Address Unknown has something for everyone from avid photographers to enthusiastic art lovers. It is a true testament of how the power of a photographer's lens can be used to record and share  images and events from all the over world to bring them together in one forum. Through it's diversity comes a unifying rainbow casting a colour view of the world through many different eyes. 

Website -  Address Unknown
Visit Address Unknown on Facebook
Follow on Twitter @addressunkn0wn and hash tag #AddressUnknown

Saturday, 23 March 2013

[Writer's Blog] End of a Suite Era and Ponderings on The Future

Being a bit of a sentimental old booby I hate goodbyes, the exception being those things that are loathed or simply dragging me down in which case, good riddance. With great reluctance however I have had to say goodbye to my days as a writer for Suite 101, the online magazine site which gave me my first real taste of online article writing and publication. Since I joined in 2009 it had changed from a magazine, paying writers from revenue share based on PPC (Pay Per Click) to a more collaborative platform complete with social interaction forums and customiseable channels. Now it seems they have completely changed the format which means no more article submissions, no more forums and no more payments.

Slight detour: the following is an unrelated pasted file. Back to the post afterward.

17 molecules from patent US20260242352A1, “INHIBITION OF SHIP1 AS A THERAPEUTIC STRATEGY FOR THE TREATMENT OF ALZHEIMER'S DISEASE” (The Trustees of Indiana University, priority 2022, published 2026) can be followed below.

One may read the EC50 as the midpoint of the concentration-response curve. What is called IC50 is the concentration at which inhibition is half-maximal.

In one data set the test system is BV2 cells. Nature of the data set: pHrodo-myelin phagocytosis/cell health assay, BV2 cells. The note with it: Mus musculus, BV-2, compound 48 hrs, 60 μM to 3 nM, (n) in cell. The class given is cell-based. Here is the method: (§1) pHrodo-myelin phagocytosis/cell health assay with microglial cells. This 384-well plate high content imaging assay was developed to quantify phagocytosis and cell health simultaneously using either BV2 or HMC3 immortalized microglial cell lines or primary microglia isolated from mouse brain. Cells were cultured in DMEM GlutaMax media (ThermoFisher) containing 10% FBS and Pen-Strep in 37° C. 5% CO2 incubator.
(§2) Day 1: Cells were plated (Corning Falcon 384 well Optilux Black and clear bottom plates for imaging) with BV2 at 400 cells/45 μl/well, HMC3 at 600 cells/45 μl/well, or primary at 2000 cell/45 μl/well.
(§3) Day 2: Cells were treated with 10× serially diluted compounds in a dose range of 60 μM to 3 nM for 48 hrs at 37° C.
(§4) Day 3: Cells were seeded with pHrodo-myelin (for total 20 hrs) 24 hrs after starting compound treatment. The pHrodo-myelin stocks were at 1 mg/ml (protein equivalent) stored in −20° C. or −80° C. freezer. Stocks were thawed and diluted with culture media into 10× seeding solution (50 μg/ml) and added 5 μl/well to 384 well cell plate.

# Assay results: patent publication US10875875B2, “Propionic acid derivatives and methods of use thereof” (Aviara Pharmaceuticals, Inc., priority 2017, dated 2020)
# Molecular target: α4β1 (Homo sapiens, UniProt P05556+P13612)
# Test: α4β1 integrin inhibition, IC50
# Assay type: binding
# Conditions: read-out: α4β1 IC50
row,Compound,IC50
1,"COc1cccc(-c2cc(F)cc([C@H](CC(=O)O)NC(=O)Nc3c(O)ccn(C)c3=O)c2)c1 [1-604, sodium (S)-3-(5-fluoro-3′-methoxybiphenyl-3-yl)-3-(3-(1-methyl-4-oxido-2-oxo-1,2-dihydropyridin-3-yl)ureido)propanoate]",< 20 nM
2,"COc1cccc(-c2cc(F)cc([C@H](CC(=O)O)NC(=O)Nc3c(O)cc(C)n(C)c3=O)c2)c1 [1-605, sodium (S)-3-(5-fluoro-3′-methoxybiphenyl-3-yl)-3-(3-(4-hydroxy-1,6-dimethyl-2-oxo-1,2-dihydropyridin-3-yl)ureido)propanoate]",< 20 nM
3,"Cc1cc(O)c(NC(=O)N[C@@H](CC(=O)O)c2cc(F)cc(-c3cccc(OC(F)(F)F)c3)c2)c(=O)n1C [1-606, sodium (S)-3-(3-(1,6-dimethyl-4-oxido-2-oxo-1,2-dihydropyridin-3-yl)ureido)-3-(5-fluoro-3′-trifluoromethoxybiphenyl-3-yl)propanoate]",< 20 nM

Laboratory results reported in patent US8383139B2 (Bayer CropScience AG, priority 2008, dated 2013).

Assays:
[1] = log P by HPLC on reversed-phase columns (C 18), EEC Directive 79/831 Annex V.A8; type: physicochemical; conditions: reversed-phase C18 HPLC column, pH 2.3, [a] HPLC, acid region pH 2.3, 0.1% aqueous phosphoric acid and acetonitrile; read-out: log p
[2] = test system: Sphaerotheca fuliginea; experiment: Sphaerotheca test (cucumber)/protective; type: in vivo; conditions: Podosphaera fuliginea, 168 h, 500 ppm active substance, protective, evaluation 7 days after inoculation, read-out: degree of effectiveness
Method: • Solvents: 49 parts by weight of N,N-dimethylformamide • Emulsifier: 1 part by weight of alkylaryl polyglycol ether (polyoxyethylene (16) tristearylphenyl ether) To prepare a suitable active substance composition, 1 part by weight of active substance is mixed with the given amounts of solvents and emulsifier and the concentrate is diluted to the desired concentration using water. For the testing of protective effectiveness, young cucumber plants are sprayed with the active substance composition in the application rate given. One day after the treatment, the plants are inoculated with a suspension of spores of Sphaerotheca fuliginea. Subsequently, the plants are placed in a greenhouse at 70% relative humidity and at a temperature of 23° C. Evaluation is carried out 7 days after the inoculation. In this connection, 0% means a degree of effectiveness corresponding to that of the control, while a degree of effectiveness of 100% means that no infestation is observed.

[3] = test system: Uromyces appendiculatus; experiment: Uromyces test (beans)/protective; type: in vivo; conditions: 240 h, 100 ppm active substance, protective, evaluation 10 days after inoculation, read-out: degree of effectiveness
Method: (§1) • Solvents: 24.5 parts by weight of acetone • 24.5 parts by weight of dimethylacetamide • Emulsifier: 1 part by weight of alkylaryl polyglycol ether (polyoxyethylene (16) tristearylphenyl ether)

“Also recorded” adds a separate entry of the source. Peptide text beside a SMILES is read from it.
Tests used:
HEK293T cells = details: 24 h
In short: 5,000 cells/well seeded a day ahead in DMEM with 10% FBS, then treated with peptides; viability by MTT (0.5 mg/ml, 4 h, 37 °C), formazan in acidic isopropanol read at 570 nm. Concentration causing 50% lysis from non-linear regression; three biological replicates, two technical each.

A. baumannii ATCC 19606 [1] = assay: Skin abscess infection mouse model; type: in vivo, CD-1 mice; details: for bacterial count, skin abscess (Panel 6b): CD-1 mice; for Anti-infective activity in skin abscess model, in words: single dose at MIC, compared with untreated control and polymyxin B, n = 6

I am not sure entirely why they decided to change the format, although judging by some of the comments on the various Suite 101 related forums and explanations provided by the time, the issue was purely financial. As usual the team are being vague as to their future plans, and much of the original editorial staff (with whom I have collaborated and battled) parting company with Suite. So what does the future hold for me? This is a very sad occasion as I had so much fun writing for Suite and was looking forward to expanding that particular area of my writing. Yet the saying goes that as one door closes, another one opens.

The way I see it I do have a number of options since if nothing else, Suite has armed with an arsenal of knowledge that has made me a more experienced and capable writer. It has also opened other doors of opportunities broadening my horizons and keeping alive in me the possibilities of growth and progression as a writer. This means I have any number of options I can take advantage of which will hopefully carry me to the next step.